Pennsylvania Governor Announces Energy Strategy to Save Consumers Billions and Reduce Use of Foreign Fuels

February 05, 2007

In a February 1 press release, Pennsylvania Governor Edward Rendell revealed his Energy Independence Strategy to help consumers cut energy costs, reduce the state’s reliance on foreign fuels, and expand the state’s alternative fuel and conservation business sectors.

"This plan will cut Pennsylvanians’ energy bills by $10 billion over the next 10 years," Rendell said. "It will give us the ability to produce enough homegrown fuel to replace every gallon Pennsylvania currently imports from the Persian Gulf."

Among other things, the strategy includes creation of an $850 million Energy Independence Fund that will provide venture capital, loans, and grants to clean energy firms to attract private sector investors, initiate clean energy economic development projects, and keep energy jobs close to home. The fund would be created by a systems benefits charge of $0.0005 per kWh on electric power consumers. This charge is expected to cost the average residential customer $0.45 per month, the average commercial customer about $3.00 per month and the average industrial customer $74 per month. For large industrial customers, the fee would be capped at $10,000 per year. However, the Energy Independence Strategy overall is expected to save the average residential customer $73 per year, the average commercial customer $425 per year, and the average industrial customer $10,500 per year.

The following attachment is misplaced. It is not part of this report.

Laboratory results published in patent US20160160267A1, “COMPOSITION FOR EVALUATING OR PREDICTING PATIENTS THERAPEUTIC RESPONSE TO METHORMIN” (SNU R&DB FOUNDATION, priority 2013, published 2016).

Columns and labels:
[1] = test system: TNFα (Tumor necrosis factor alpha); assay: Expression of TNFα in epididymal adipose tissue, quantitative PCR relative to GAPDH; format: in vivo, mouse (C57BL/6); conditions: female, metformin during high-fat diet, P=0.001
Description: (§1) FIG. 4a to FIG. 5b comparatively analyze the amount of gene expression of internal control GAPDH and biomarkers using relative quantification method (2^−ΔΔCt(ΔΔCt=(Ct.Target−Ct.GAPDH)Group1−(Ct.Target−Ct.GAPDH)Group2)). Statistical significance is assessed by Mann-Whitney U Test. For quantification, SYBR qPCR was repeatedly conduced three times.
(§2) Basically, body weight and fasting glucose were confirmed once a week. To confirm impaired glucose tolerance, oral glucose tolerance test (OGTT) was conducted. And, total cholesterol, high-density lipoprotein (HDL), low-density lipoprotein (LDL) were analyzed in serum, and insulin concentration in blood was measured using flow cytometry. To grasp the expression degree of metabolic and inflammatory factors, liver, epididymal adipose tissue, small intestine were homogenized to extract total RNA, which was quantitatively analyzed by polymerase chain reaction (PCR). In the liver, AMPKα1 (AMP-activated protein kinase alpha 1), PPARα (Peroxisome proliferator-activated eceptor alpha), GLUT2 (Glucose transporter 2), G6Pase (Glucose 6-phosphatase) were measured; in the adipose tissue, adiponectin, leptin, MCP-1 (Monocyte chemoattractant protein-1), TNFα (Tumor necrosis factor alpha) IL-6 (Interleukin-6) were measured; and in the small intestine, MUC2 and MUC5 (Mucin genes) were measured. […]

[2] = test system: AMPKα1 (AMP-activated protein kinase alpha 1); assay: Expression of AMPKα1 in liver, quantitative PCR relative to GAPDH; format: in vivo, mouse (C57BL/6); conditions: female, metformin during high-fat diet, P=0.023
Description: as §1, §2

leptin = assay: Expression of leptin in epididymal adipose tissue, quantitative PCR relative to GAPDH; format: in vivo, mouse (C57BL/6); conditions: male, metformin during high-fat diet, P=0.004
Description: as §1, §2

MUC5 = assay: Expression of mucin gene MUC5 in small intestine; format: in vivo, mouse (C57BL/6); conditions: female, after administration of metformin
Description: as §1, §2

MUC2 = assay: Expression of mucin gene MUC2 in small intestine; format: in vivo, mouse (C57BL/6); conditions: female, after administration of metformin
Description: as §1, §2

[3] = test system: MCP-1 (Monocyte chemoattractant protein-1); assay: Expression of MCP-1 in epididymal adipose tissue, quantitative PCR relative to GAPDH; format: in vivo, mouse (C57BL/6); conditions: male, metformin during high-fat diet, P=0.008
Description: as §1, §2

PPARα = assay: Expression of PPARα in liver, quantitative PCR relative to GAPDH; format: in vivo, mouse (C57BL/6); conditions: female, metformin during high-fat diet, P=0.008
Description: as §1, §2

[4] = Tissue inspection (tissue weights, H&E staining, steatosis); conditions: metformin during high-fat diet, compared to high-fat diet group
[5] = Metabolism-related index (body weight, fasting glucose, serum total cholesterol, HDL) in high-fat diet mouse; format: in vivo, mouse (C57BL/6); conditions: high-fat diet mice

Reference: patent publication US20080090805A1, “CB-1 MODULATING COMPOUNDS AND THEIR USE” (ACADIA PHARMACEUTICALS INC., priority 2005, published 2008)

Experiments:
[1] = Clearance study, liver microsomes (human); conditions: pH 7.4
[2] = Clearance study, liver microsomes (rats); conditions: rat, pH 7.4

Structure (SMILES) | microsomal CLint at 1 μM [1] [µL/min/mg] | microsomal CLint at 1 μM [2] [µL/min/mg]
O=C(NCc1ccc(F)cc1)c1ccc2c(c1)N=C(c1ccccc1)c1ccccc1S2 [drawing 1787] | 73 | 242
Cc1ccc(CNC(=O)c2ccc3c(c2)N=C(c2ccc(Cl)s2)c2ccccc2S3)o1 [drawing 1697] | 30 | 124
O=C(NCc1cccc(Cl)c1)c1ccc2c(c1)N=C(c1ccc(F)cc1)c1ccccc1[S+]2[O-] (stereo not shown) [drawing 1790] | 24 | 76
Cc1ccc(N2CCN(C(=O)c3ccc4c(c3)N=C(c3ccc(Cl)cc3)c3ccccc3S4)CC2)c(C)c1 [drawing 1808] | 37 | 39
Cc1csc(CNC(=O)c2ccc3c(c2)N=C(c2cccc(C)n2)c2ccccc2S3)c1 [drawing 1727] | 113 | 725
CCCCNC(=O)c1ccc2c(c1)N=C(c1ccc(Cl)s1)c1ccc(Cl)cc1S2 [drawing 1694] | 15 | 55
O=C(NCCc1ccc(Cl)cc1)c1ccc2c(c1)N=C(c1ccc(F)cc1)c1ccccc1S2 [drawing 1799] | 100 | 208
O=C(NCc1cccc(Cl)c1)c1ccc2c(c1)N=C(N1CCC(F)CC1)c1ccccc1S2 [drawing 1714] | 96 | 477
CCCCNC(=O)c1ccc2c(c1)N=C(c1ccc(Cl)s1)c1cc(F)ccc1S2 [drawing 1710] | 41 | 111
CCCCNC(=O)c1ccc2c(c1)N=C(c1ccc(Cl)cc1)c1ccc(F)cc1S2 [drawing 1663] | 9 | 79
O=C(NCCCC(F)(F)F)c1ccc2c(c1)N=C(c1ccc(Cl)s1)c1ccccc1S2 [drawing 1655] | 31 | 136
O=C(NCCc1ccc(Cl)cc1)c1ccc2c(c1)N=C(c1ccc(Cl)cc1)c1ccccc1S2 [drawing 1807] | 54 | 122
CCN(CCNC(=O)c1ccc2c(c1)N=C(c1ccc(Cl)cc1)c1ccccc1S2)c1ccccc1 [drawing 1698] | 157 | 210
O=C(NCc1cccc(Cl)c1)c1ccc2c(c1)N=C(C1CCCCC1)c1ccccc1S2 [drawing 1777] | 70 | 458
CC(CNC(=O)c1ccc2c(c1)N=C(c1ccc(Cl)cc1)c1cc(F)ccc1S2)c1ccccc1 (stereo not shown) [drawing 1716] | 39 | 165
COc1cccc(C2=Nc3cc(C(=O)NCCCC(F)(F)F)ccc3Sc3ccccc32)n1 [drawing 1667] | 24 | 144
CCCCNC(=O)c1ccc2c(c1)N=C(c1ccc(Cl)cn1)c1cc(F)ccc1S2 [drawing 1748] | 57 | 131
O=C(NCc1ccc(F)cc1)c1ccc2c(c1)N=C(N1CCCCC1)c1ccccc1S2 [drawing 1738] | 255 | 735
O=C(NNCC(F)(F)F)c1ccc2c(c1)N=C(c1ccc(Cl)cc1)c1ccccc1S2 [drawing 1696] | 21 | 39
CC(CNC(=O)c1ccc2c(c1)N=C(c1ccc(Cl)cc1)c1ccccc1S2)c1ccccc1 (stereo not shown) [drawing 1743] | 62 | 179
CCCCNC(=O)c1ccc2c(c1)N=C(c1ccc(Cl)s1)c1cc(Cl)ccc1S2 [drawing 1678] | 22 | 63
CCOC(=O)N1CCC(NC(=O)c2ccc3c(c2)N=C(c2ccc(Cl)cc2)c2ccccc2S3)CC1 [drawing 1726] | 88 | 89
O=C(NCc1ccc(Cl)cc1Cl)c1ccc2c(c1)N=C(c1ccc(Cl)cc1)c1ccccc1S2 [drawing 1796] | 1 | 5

The plan also includes new fuel standards that require the state to grow enough biomass to be processed into 1 billion gallons of clean fuel, which the state must use. Every gallon of gasoline sold in Pennsylvania would include 10 percent ethanol, and every gallon of diesel would include an increasing amount (up to 20 percent) of soy or other renewable oil.

"Every year, Pennsylvanians send some $30 billion out of our state just to buy gas and liquid fuels," he said."We need to keep those dollars at home and put our own people to work building our state’s energy independent future."

The plan also calls for utilities to promote installation of smart meters in homes; rebates for customers turning in old, inefficient air conditioners and refrigerators when they buy newer more efficient models; and creation of a “Pennsylvania Sunshine” program to help residents pay up to 50 percent of the cost of installing solar panels. Power generators and distributors will be required to invest in conservation before building new generation or buying power at peak rates.

See an expanded description of the governor’s strategy in the February 1 Daily Update on the Pennsylvania Department of Environmental Protection’s Web site.